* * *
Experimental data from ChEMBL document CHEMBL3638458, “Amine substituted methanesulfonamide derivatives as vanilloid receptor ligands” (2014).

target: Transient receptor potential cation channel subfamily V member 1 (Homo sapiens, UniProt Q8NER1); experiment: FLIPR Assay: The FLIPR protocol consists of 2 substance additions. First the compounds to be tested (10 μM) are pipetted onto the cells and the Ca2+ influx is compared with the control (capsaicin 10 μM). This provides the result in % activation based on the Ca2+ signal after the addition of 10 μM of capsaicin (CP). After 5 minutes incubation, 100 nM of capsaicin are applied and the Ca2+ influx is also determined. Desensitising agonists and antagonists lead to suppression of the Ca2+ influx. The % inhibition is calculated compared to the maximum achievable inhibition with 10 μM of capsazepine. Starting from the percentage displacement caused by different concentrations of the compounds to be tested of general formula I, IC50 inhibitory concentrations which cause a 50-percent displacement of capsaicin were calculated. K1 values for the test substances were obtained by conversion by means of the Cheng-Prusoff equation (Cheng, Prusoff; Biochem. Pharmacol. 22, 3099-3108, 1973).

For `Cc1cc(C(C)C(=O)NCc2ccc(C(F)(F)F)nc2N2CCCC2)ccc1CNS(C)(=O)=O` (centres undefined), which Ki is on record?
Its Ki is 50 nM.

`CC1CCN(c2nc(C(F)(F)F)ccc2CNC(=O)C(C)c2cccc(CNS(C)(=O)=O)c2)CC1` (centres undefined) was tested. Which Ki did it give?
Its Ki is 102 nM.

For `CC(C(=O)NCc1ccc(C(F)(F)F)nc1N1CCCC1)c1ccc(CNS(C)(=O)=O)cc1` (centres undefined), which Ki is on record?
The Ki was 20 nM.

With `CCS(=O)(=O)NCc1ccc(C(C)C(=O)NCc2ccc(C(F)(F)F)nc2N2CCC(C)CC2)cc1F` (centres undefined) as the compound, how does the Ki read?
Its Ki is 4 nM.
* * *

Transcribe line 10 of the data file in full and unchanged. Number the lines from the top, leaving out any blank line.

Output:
Its Ki is 4 nM.